Effects of magic mushrooms (medicinal and recreational)- Alchimia Grow Shop

Since ancient times, humans have enjoyed a mystical relationship with mushrooms containing the hallucinogenic compound psilocybin. Cave paintings in the Sahara desert dating back at least 7,000 years depict mushroom gods and cult rituals, indicating to some historians that hallucinogenic mushrooms were already in use at that time. Spanish missionaries to the New World wrote about the religious uses of psilocybin mushrooms in the 16th century, and recreational use in the Western world appeared in the late 1950s along with the nascent hippie movement.

But in 1971, psilocybin was classified by international agencies as a Schedule I drug and its use was banned, meaning it had no accepted medical use and possession was considered a criminal offence. Therefore, investigation of the compound could not begin until relatively recently.

Today, psilocybin is being widely used in human studies due to its relative safety, moderately long duration of effects, and good absorption after oral administration. And new research, coupled with traditional practices among indigenous peoples, suggests these “magic mushrooms” can serve as therapy for a wide range of ailments.

How does psilocybin work in our brain?

Psilocybin, after being converted into its psychoactive metabolite (psilocin) as it passes through our intestinal mucosa, works by binding to the same receptors in the brain as serotonin, a neurotransmitter that helps control bodily functions such as sleep, sexual desire, and emotional states. psychological factors such as satisfaction, happiness, and optimism.

People with depression or anxiety often have low serotonin levels, as do those with post-traumatic stress disorder, migraine attacks, anorexia, tobacco addiction, and substance abuse. In fact, modern antidepressants like Prozac belong to a category of drugs called selective serotonin reuptake inhibitors, or SSRIs, which prevent serotonin from being reabsorbed so it stays in the body longer. However, it may take weeks for improvement to occur if the medications work.

When psilocybin binds to serotonin receptors on cells, their different physical structure binds in a slightly different configuration, activating them in a different way than serotonin to increase cortical excitability. Cortical excitability is the ability of neurons to fire in the cortex, a part of the brain that governs emotions and thought processes, so this increased activity leads to the rush of thoughts and emotions associated with magic mushrooms.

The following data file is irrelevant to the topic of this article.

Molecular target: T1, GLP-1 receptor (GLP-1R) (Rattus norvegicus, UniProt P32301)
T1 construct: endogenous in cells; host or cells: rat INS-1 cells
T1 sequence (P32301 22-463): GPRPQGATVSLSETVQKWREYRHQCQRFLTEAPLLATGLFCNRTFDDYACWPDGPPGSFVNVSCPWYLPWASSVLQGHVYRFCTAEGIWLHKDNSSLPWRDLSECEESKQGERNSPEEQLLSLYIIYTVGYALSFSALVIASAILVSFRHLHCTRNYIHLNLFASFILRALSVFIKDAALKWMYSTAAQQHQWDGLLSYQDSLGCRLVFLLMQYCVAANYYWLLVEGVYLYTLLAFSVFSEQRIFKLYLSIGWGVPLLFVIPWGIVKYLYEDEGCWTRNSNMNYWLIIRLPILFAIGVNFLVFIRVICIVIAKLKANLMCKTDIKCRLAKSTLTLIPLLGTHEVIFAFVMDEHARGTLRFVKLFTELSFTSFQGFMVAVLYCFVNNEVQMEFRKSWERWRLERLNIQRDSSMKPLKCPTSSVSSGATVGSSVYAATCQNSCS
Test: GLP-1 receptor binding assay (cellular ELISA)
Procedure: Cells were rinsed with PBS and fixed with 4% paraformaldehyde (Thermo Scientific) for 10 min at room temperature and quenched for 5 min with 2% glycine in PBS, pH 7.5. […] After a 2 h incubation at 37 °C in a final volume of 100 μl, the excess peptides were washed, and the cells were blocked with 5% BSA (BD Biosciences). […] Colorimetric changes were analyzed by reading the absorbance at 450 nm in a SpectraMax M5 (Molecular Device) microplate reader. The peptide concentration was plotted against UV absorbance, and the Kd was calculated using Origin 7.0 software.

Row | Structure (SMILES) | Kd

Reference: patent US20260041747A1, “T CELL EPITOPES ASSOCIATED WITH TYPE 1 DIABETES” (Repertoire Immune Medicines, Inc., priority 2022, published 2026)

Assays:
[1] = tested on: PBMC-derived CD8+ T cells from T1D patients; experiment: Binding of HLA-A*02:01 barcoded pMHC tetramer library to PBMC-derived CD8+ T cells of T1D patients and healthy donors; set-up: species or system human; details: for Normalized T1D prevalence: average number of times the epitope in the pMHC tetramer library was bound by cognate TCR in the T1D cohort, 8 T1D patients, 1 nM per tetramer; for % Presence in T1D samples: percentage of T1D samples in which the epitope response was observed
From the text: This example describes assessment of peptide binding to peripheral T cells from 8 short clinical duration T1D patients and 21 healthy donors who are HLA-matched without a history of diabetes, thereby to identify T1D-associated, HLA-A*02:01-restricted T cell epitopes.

In fact, a study mapping the human brain by German scientists at Goethe University recently found that psilocybin increases activity in all the most primitive regions of the brain related to emotional thinking. Several different regions in this part of the brain (such as the hippocampus and anterior cingulate cortex) are activated at the same time, similar to the pattern of activity during sleep. But the study also found that subjects taking psilocybin had more uncoordinated activity in parts of the brain involved with higher-level thinking and self-awareness.

Visualisation of brain connections in a person taking psilocybin (right) and someone receiving a placebo (left)

“When someone takes psilocybin, we see an overall increase in connectivity between areas of the brain that normally don’t communicate well,” the study authors explain. “You also see the opposite: Local networks in the brain that normally interact with each other a little bit suddenly communicate less.” This leads to a “very, very disorganised brain”, which eventually breaks down the normal boundaries between the auditory, visual, executive, and sense-of-self sections of the mind, thereby creating a state of “altered consciousness,” he explains. David Nutt, director of the Neuropsychopharmacology Unit of the Division of Brain Sciences at Imperial College London.

And it is this disorganisation that is ultimately therapeutic, according to Nutt: “For example, depressed people are continually self-critical, replaying the same negative, anxious or fearful thoughts over and over again.” “Psychedelics interrupt that, so people can suddenly see a way out of their depression during the trip,” he added. “Critical thoughts are easier to control and thinking is more flexible. That’s why psilocybin is an effective treatment for depression.”

Psilocybin for brain cell growth

But there’s more. Researchers theorise that psychedelics like psilocybin actually help neurons in the brain produce new dendrites, the membranous parts of a nerve cell or neuron that look like tree branches, to increase communication between cells. Thus, psilocybin can increase neuronal growth, increase the branching of neurons and can increase synapses, producing what is known as neuroplasticity.